“You can’t go back home to your family, back home to your childhood … back home to a young man’s dreams of glory and of fame … back home to places in the country, back home to the old forms and systems of things which once seemed everlasting but which are changing all the time – back home to the escapes of Time and Memory.” ~You Can’t Go Home Again by Thomas Wolfe
Given the state of U.S. politics, and the outrageous use of China’s virus to subjugate our population, I became wistful for the days of my youth, when telephones connected people, not data, and television programs ended at midnight. I longed to return to that time in U.S. history before technology — the Internet — enticed us into drug-like dependencies that turned a free-thinking public into easy prey for unscrupulous power-mongers, effectively changing our socio-economic landscapes forevermore.
Of course I didn’t realize this at first. Every morning after listening to the news, I switched the smart-TV to my DVR menu of satellite recordings for a few calming episodes of Father Knows Best, an American sitcom televised from 1954-1960.
I told myself I needed to escape the daily dose of modern trauma for just a little while, escape “back home” to a poignant past when family meant love and guidance and safety, when patriotism for one’s country was lauded, when people were well-mannered and treated each other with respect, when folks dressed in tailored clothing… The escapes of Time and Memory hold limitless lists.
Such is the way of illusions.
But I didn’t dwell on these thoughts. I was having too much fun searching through dusty storage boxes and reviving my mother’s hand-me-down formal dinnerware c. 1955. I hand washed sink fulls of cut crystal and fine china, and polished silver until my fingers stained black. I resurrected old recipes of complex dishes long forgotten and experimented with a few new ones; then I hosted festive dinner parties like the days of old.
The more dire the news reports became, the more I delved into baking fancy treats and cooking elaborate meals. I didn’t realize that I was in fact trying to go home again, to that place of time and memory, to “…old forms and systems of things which once seemed everlasting.”
It wasn’t until I attended a dinner party with friends who share my love of social graces and a table beautifully set, that I had an epiphany.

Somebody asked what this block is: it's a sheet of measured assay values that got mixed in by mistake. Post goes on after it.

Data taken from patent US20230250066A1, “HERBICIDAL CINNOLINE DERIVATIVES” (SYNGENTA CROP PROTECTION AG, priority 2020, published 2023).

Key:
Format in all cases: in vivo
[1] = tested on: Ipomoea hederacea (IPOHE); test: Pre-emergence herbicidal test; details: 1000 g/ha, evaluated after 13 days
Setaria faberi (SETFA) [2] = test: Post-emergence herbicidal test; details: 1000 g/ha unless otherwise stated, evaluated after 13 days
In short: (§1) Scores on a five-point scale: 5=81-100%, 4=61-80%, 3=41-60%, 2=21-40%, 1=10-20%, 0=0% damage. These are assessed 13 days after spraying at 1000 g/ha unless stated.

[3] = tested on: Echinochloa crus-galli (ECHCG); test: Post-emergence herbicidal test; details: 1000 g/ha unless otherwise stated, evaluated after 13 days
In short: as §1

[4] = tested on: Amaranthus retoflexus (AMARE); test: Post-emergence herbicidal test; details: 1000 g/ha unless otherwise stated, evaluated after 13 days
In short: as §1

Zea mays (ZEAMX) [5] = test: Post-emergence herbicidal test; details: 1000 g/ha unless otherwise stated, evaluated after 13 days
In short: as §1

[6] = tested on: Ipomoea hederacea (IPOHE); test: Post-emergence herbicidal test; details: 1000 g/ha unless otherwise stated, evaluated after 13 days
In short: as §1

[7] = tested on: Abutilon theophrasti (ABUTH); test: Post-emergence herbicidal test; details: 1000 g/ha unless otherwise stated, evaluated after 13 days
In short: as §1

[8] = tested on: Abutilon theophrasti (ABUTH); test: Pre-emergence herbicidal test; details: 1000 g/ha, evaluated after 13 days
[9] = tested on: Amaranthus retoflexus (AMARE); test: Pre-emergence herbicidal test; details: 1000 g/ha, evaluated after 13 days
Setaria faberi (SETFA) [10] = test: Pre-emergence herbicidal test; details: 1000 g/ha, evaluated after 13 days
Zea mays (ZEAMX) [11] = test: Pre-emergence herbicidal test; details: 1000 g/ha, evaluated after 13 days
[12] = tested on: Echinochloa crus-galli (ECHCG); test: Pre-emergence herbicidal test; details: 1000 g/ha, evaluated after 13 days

We had been talking about favorite television shows, and when I voiced my reasoning for a daily dose of Father Knows Best, our dinner host kindly reminded me of the terrible political struggles of 1954 – 1960 that caused major societal and economic upheavals, in addition to the obvious cultural issues of the time.
The truth is, there’s plenty of trauma in every part of American history and it is only when we look back through time with rose-colored glasses, or try to “run back home to the escapes of Time and Memory”, that nostalgia competes with history.
I would never want to revive 1950’s America! But I do hate to ‘throw out the baby with the bath water’.
So for now, I’ll continue to enjoy nostalgic fine dining with good friends and family. It’s one way to cope during these troubled times, when civil liberties are disappearing as fast as civility.
I’ll also take the good parts of TV fantasy-land, such as in the “Thanksgiving Day” episode of Father Knows Best that I watched this morning, when the Anderson family gathers together at the dinner table. They clasp hands and bow their heads as Father recites this blessing:
“Oh Lord, we give these thanks from the depths of our humble hearts, for all the blessings thou has seen fit to bestow upon us.
We thank thee for the food which graces our table, and the roof which covers our head.
We thank thee for the privilege of living as free men in a country which respects our freedoms, and our personal right to worship and think and speak as we choose.
We thank thee for making us a family, for giving us sincerity and understanding.
But most of all, dear Lord, we thank thee for giving us the greatest gift a family may know — the gift of love for one another.
Amen.”~Father Knows Best, S1 E8 “Thanksgiving Day” (1954)